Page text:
Critique Jumping Video - NEW PHOTOS ADDED

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Critique Jumping Video - NEW PHOTOS ADDED

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    11-22-2007, 01:09 AM
Critique Jumping Video - NEW PHOTOS ADDED

Please Critique MY gelding and his rider (with permission). No need to be overly polite about my gelding, but please critique constructively with the rider.

This is from her second season jumping, and her fourth season riding (intensely). She has solid balance, and excellent intuition when it comes to riding - she is trying to work on the finer points of her positioning now. She is self taught in jumping, and she actually started my gelding on the jumps (his second season also). Not the jumper starting horse green to jumping, but it just sort of happened messing around one day. She has recently begun taking formal lessons.

I am not sure what height these jumps are, but it is her warmup for classes up to 3'9". She placed a couple of seconds and even some firsts I believe (class sizes ranged from 5-8 people).

To see the video, click on the link and click on the clip that says: Jumping 2007
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    11-22-2007, 01:33 AM
Sorry about the quality, work with it best you can :)
    11-22-2007, 11:44 AM
Only her second season jumping??????? She has wonderful position from what I can see. She has a nice leg, and she doesn't jump ahead. From what I can see theres alot of good releases. What height is she jumping? I could only see one rail, which looked like 18inch, but the horse is jumping alot higher than that. Is there a top rail?? Tell her to avoid leaning into her turns, try to stay sitting straight (if that made any sense at all). Also, im not sure if she is rounding her back, but if she is, she shouldn't(can't tell because of the sweatshirt). She is a very wonderful rider though. She has wonderful form, great balance, and a super lower leg.

And the gelding. He's sooo cute. He jumps nicely, and takes good spots. He looks like he's rushing to the jumps, he should be a bit more collected. He doesn't round over the jump though. I would like to see him round over the jump, bring his head down further, ect. Other than that, he has good jumping technique.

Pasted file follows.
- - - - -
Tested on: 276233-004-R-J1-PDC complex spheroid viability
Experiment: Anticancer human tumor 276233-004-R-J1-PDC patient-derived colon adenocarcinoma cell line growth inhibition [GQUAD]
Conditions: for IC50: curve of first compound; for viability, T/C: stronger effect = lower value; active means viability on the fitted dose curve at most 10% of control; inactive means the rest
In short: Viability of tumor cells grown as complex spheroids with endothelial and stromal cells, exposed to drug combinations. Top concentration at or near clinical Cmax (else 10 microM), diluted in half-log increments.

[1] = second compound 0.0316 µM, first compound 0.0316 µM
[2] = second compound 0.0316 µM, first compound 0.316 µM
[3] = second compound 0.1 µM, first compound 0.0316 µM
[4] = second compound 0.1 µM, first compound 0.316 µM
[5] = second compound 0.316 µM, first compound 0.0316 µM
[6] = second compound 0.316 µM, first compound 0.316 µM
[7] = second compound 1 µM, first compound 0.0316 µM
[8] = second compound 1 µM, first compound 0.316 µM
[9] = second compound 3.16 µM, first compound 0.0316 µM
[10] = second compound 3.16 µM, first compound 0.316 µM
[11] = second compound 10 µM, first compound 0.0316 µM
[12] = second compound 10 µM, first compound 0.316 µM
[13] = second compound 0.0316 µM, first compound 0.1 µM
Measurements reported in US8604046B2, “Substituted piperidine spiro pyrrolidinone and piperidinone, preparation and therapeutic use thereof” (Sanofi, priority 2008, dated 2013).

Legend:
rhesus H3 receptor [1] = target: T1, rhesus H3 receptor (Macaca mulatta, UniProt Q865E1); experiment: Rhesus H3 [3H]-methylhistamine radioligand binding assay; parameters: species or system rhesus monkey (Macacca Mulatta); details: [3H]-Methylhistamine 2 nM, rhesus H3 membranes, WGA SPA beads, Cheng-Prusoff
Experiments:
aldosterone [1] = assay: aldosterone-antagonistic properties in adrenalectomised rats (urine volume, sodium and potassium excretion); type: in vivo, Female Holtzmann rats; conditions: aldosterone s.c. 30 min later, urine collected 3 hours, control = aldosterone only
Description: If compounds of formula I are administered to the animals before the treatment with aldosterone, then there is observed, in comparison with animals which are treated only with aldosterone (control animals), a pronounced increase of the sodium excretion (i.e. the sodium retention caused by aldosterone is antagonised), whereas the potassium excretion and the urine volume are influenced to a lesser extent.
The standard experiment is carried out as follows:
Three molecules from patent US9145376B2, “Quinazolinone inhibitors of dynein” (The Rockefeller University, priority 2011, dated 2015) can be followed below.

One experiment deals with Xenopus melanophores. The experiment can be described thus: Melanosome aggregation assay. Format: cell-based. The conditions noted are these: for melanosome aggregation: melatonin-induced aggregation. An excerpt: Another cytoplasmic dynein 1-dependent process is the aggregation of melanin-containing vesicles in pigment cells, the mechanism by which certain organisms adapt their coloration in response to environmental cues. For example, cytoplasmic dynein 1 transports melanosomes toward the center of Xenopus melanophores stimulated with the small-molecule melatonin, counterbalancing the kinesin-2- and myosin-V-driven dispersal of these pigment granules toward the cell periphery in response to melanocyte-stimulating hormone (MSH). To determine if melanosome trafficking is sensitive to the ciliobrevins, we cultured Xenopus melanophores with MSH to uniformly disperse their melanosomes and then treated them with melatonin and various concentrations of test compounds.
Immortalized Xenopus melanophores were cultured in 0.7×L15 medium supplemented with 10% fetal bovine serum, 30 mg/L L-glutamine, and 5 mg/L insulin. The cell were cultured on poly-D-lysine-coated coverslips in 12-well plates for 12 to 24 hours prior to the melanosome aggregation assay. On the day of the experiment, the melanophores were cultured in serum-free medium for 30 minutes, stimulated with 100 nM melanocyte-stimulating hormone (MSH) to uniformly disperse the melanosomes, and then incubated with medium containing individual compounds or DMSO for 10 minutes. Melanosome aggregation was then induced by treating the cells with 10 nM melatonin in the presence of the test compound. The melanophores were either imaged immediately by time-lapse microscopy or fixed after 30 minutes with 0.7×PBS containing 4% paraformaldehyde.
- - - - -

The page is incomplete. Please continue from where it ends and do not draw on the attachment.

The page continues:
And I sure do love the commentary..."Oh, that one sucked" At least she kept her position when he knocked down the rail.
    11-23-2007, 04:30 AM
:) Yeah, that commentary was my husband, the video man :)

There was a second rail on there (brown)...I think the height must have been somewhere around 3'.

She really did take to riding and jumping really naturally, I think it is really subtle things for her to work on. I will tell her about the leaning.

She has been working on making him not rushing the jumps. He had a lot of time off this year because of stone bruises, so I think that shows. He really seems to like jumping though. Do they just start to round over the jumps naturally? Or are there exercises to help?

Thanks for the feedback.
    11-26-2007, 04:47 PM
Any more critiques guys?
    11-27-2007, 06:21 PM
Wow! They are doing a great job together ... even more so knowing that they are both on the green side.

A good step for both is to start working through some gymnastics. This will only help improve Kaitlyn's position and will help the horse learn to round and jump properly. The key is to build it up slowly so as not to scare the horse and to help him learn to do it comfortably and correctly. Bounces (two jumps with no strides inbetween) are particularly good for improving rounding. If you aren't familiar with gymnastic exercises, let me know and I'll explain more fully or find some good links for you.

Kaitlyn looks like a very nice, natural rider. Her leg is pretty good, but would be even better and more solid if she shortened her stirrups. The angle in her knee is too wide, which weakens her base of support and allows her legs to swing a bit over the fence. The general rule for huntseat riding stirrup length is that the bottom of the stirrup iron should hit the ankle bone (with leg hanging straight down) for flatwork, and then go up a hole (or an inch) for every foot that you are jumping.

She also needs to be careful with her hands over the fence. It's a little hard to tell in the video, but it looks like she isn't putting them far enough forward or pressing them into the side of his neck for support. It's not hurting much here, but if they had a bad spot it could throw her balance and catch him in the mouth.

Also, she looks down every time she lands after a jump. I'm guessing maybe she's checking her lead. She's definitely a good enough rider that she can learn to feel it without looking.

The horse looks very relaxed and comfortable with his job. He gets excited and puts his head up and speeds up right before the jump, which is a bad habit. A running martingale is a good tool (when adjusted correctly) for keeping him from bringing his nose up and out of her control. When he's going correctly it won't interfere at all, and only goes into effect when the nose comes up. Also, trotting fences (even 2'6" verticals) will help him to slow down and wait for the fence.